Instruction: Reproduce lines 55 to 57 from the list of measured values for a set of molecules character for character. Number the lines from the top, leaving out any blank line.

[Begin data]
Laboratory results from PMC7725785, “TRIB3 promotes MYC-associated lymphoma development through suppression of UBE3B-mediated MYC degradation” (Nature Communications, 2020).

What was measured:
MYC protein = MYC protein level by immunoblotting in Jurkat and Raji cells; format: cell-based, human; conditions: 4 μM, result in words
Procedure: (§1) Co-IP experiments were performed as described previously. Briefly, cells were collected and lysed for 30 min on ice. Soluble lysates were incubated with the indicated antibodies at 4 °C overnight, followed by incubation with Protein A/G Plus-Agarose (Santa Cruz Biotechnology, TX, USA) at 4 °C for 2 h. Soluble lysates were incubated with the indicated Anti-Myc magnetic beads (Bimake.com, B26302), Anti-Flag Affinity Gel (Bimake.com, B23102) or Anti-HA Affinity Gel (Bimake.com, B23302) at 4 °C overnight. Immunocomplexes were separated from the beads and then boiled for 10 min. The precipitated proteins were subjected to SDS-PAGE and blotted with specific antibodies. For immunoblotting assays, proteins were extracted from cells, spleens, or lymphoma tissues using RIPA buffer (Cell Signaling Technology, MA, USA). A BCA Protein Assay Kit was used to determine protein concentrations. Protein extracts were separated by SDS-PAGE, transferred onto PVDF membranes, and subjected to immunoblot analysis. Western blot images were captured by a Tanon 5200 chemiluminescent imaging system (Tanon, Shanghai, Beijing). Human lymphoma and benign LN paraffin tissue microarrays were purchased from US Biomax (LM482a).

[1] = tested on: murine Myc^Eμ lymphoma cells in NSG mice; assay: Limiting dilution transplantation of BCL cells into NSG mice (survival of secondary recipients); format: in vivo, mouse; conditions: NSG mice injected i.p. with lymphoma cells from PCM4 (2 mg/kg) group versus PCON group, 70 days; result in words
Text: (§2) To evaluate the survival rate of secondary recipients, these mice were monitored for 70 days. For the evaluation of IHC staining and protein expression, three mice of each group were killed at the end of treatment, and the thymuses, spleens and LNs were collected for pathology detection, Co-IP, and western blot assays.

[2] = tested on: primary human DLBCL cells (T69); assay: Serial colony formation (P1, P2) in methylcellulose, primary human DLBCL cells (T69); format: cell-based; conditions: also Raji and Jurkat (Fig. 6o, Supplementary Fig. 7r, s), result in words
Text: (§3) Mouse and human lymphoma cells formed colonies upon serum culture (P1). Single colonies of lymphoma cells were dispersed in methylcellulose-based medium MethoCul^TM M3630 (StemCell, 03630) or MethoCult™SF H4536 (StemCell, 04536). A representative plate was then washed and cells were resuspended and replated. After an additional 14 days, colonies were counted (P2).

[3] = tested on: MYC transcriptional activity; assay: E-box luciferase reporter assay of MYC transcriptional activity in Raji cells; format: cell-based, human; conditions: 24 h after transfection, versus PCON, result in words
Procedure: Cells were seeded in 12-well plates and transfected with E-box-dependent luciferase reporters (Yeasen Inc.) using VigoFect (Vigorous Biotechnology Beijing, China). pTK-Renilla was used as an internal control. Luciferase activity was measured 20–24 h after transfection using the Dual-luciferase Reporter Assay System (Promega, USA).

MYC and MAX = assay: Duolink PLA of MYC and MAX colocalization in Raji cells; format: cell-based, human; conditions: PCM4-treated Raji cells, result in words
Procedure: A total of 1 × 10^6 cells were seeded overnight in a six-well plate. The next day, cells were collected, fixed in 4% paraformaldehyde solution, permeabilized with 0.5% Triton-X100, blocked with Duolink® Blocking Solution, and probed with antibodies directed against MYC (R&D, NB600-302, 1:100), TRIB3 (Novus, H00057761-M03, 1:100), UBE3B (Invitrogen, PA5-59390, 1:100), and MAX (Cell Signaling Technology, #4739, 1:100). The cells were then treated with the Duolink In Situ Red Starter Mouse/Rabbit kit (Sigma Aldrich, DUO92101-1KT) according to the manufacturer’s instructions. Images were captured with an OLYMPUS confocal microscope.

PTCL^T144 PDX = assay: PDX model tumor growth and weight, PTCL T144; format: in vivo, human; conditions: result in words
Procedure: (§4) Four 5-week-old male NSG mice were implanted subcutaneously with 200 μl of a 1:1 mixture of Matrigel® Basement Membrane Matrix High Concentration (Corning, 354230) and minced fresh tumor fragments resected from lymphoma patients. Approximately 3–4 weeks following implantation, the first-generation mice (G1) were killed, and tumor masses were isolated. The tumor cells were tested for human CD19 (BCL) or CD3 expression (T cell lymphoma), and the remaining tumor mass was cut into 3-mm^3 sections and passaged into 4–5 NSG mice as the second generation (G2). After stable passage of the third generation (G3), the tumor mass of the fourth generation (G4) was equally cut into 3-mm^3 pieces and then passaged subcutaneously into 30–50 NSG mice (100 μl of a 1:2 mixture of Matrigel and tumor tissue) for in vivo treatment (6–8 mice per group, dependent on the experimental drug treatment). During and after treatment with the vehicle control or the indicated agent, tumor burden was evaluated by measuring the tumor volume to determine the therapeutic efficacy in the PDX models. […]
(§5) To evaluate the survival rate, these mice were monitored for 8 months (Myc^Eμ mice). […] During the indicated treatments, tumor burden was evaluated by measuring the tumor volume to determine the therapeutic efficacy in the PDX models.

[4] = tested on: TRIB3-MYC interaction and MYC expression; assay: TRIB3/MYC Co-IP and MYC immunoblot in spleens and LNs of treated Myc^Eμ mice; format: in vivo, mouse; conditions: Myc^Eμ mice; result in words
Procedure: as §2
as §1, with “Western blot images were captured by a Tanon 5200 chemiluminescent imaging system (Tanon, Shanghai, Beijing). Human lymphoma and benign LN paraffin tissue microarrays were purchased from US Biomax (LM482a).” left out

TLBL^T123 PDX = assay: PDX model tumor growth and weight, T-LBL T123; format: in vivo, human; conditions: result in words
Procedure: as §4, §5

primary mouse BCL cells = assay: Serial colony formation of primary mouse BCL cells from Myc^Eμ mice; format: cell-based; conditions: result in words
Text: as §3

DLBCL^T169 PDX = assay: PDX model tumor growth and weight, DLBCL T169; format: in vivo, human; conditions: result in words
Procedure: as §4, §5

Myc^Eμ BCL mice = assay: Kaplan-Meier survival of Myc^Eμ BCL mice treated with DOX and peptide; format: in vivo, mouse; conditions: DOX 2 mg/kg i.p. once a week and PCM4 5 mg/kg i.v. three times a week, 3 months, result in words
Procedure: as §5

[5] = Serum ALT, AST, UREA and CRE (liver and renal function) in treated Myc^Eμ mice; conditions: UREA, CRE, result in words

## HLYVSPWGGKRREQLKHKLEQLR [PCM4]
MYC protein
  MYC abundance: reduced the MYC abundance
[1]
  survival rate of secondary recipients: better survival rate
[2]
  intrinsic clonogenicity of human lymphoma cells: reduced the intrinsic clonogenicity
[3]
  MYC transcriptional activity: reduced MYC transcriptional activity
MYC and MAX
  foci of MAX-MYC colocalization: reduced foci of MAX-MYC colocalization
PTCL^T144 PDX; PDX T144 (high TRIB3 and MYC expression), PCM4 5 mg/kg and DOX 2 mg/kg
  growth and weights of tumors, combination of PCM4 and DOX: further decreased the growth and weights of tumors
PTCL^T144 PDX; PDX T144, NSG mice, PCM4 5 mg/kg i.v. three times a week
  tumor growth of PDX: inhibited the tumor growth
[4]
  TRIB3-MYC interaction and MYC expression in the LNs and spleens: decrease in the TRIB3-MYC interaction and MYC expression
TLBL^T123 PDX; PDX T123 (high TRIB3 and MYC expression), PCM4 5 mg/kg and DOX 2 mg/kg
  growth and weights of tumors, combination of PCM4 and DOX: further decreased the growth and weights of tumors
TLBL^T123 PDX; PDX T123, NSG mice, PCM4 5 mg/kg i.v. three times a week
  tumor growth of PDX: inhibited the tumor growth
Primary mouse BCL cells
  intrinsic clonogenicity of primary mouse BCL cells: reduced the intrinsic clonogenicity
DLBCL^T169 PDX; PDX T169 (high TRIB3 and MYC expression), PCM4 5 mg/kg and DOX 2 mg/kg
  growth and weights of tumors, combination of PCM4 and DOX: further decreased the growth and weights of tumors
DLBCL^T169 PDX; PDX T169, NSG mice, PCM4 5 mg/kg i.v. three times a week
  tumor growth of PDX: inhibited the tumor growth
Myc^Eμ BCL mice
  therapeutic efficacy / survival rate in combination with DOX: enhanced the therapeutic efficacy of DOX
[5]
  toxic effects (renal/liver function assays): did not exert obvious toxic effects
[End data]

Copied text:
Myc^Eμ BCL mice
  therapeutic efficacy / survival rate in combination with DOX: enhanced the therapeutic efficacy of DOX
[5]